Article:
Film

Allan Hunter: It is a small country whose films make a big impact in the world

The Glasgow Film Festival have announced its first events for the festival in 2020, which includes their Country Focus, Iceland. With many screenings including The County, a humanistic look at a small farm and the eagerly-awaited follow-up from Grímur Hákonarson, and a documentary about Bjork, as well as new feature from Yrsa Roca Fannberg, The Last Autumn. Film Festival Director, Allan Hunter, spoke with The Fountain about the Focus in more depth as well as some of his personal highlights that are programmed for 2020.

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Review: Conventiality Isn’t Me, ESFF 2019 Rating 87%

Review: Conventiality Isn’t Me, ESFF 2019

In the ESFF trailer that I mentioned in one review a tiny clip beguiled me: someone on a motorway bridge drawing an imaginary white line on the road below. I had to wait until the penultimate night of the festival to discover this was from a quirky film called On the Road where a man controls motorway traffic as if he is playing with toys, or a computer screen. Yet the cars are ‘real’ – which makes this five-minute film even more surreal.

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Review: In ? We Trust, ESFF 2019 Rating 95%

Review: In ? We Trust, ESFF 2019

Having said all the programmed screenings of the Edinburgh Short Film Festival have been well-balanced, the second Sunday night screening was a highlight. The selection of films was exceptional. With the theme of faith and belief, of humour and tension in religion, and with the usual contrast of styles and lengths, it was an evening of soul-searching, gut-wrenching, and thought-provoking films.

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Review: The Irishman Rating 95%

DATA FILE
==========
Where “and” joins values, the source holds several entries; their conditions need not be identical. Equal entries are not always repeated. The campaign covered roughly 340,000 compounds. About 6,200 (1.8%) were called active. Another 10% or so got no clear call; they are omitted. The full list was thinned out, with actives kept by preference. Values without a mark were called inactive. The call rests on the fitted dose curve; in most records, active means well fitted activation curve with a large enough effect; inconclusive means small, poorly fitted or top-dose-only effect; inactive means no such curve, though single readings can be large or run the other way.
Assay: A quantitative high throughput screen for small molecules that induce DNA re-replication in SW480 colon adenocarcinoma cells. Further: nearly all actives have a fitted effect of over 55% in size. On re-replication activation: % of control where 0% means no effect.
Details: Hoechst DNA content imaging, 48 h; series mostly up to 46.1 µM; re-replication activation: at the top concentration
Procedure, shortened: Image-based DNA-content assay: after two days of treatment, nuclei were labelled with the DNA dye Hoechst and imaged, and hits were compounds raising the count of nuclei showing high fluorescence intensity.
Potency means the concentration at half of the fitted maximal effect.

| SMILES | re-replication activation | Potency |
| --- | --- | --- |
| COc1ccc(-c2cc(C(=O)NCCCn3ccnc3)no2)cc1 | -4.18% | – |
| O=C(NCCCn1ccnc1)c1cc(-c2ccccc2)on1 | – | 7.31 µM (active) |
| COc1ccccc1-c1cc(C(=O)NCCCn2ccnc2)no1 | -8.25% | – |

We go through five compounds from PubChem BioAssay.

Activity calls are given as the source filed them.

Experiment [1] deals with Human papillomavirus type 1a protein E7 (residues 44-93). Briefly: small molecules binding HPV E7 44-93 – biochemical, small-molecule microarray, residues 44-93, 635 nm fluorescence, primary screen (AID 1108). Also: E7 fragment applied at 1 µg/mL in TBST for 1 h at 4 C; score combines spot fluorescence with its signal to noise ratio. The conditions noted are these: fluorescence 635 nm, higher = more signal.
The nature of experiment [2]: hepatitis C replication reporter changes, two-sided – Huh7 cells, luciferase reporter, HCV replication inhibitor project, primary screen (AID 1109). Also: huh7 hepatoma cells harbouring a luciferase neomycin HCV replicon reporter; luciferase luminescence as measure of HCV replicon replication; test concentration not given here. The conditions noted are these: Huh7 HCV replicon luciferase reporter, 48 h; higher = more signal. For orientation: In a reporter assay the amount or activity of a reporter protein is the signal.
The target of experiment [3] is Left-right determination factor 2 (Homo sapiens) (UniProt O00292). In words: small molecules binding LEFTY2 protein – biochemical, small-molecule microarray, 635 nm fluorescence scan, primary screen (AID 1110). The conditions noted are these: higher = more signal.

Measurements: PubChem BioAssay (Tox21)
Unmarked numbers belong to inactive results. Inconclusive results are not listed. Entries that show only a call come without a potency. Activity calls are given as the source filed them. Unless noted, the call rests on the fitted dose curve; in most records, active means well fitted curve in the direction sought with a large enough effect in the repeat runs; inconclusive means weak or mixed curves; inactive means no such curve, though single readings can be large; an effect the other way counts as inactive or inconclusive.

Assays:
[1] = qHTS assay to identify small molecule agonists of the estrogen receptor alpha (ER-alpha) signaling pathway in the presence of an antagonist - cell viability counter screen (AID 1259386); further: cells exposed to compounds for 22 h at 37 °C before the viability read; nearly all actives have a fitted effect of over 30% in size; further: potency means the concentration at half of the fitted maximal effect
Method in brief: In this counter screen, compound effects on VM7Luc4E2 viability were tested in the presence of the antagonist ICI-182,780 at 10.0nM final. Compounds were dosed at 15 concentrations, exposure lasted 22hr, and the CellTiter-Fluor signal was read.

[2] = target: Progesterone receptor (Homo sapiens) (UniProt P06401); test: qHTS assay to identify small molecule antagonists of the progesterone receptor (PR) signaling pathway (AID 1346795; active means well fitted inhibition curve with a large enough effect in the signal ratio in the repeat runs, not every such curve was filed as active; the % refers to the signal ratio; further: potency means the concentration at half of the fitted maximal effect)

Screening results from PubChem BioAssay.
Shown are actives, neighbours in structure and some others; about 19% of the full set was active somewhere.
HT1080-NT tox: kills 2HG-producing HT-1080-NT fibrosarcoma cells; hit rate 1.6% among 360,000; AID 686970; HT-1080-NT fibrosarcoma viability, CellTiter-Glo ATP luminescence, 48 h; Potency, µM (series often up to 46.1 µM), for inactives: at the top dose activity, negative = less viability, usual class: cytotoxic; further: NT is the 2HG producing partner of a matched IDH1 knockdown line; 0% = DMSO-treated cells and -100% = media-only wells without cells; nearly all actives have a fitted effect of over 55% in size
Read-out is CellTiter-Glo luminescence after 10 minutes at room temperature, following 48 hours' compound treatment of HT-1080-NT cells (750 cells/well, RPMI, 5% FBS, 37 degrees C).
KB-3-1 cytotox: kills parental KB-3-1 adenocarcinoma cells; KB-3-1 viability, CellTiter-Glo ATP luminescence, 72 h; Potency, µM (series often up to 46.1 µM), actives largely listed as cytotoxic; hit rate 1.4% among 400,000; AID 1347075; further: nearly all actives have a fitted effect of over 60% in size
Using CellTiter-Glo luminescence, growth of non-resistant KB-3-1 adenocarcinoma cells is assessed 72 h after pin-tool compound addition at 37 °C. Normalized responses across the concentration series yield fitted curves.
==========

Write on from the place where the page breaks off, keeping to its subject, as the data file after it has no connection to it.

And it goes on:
Review: The Irishman

WWII veteran Frank Sheeran (Robert De Niro) reminisces about his time as muscle to Philadelphia mobster Russell Bufalino (Joe Pesci) and his friendship with legendary – and legendarily disappeared – union leader Jimmy Hoffa (Al Pacino).

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Review: Collective Consciousness, ESFF 2019 Rating 92%

Review: Collective Consciousness, ESFF 2019

Does film have the power to change society? With Ken Loach’s latest film, Sorry I Missed You now in cinemas, this seemed to be a very pertinent question when considering this selection of short films entitled Collective Consciousness. Co-hosted by the Cyrenians, it was clear from the start that there was an agenda: these films were intended to expose human rights abuse and exclusion, and to provoke discussion.

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Review: Love Be Damned, ESFF 2019 Rating 82%

Review: Love Be Damned, ESFF 2019

In my first review of Edinburgh Short Film Festival, I criticised the audience more than the films! For the second screening, at Summerhall, there was a whole different atmosphere. It felt more like a festival, and the audience were in the right mood. This was helped by the choice – and theme – of the films.

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Review: Out of Frame, ESFF 2019 Rating 78%

Review: Out of Frame, ESFF 2019

The good thing about a Short Film programme is that it’s a mixed bag. If you don’t like one film, you might like the next. If your concentration wanes at one point, you might soon re-engage. This said, if a programme is well-curated, the ebb of flow of moods and styles ought to keep anyone who loves ’films worth talking about’ rapt throughout.

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Review: Joker Rating 100%

Review: Joker

Joker is a sophisticated and complex movie, full of symbolism and connections that have multiple levels of meaning. The director (Todd Phillips) introduces a new representation of Joker’s character, which is completely different from any previous versions. Besides, the film is not dedicated to the representation of Batman and Joker’s fight, but rather to the depiction of the evolution of a lonely broken soul.

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Review: Midnight Cowboy Rating 75%

Review: Midnight Cowboy

In New York in the 70s, the character of Joe Buck played by Jon Voight, a Texan cowboy in search of fortune as a prostitute, is the personification of the naïve cowboy, characterized by the desire to be fulfilled but by the lack of rationality and common sense that make it incapable of building a future.

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